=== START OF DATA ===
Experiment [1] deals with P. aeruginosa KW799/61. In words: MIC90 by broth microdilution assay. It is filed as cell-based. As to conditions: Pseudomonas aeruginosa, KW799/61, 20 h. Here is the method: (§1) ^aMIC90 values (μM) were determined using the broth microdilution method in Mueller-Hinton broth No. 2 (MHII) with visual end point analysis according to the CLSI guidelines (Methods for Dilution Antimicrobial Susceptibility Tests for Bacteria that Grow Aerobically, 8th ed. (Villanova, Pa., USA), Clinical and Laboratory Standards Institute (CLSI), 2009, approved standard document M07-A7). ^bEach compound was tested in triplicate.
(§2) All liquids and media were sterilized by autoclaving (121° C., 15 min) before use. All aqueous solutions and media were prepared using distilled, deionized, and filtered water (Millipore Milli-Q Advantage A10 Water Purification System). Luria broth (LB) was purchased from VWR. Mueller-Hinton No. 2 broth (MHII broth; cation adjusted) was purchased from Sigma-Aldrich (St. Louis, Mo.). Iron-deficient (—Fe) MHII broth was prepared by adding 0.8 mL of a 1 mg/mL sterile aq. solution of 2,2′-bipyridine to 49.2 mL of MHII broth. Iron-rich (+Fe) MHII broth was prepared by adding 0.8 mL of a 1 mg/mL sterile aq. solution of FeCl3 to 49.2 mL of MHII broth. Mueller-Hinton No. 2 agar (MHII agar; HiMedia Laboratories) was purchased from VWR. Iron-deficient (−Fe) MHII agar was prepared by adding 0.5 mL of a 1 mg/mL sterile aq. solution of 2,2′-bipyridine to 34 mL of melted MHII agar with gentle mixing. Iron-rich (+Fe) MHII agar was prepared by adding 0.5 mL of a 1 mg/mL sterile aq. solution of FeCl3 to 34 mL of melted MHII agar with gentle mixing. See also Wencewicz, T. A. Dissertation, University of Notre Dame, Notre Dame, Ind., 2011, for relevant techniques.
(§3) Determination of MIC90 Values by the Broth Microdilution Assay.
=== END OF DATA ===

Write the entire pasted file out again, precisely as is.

Experiment [1] deals with P. aeruginosa KW799/61. In words: MIC90 by broth microdilution assay. It is filed as cell-based. As to conditions: Pseudomonas aeruginosa, KW799/61, 20 h. Here is the method: (§1) ^aMIC90 values (μM) were determined using the broth microdilution method in Mueller-Hinton broth No. 2 (MHII) with visual end point analysis according to the CLSI guidelines (Methods for Dilution Antimicrobial Susceptibility Tests for Bacteria that Grow Aerobically, 8th ed. (Villanova, Pa., USA), Clinical and Laboratory Standards Institute (CLSI), 2009, approved standard document M07-A7). ^bEach compound was tested in triplicate.
(§2) All liquids and media were sterilized by autoclaving (121° C., 15 min) before use. All aqueous solutions and media were prepared using distilled, deionized, and filtered water (Millipore Milli-Q Advantage A10 Water Purification System). Luria broth (LB) was purchased from VWR. Mueller-Hinton No. 2 broth (MHII broth; cation adjusted) was purchased from Sigma-Aldrich (St. Louis, Mo.). Iron-deficient (—Fe) MHII broth was prepared by adding 0.8 mL of a 1 mg/mL sterile aq. solution of 2,2′-bipyridine to 49.2 mL of MHII broth. Iron-rich (+Fe) MHII broth was prepared by adding 0.8 mL of a 1 mg/mL sterile aq. solution of FeCl3 to 49.2 mL of MHII broth. Mueller-Hinton No. 2 agar (MHII agar; HiMedia Laboratories) was purchased from VWR. Iron-deficient (−Fe) MHII agar was prepared by adding 0.5 mL of a 1 mg/mL sterile aq. solution of 2,2′-bipyridine to 34 mL of melted MHII agar with gentle mixing. Iron-rich (+Fe) MHII agar was prepared by adding 0.5 mL of a 1 mg/mL sterile aq. solution of FeCl3 to 34 mL of melted MHII agar with gentle mixing. See also Wencewicz, T. A. Dissertation, University of Notre Dame, Notre Dame, Ind., 2011, for relevant techniques.
(§3) Determination of MIC90 Values by the Broth Microdilution Assay.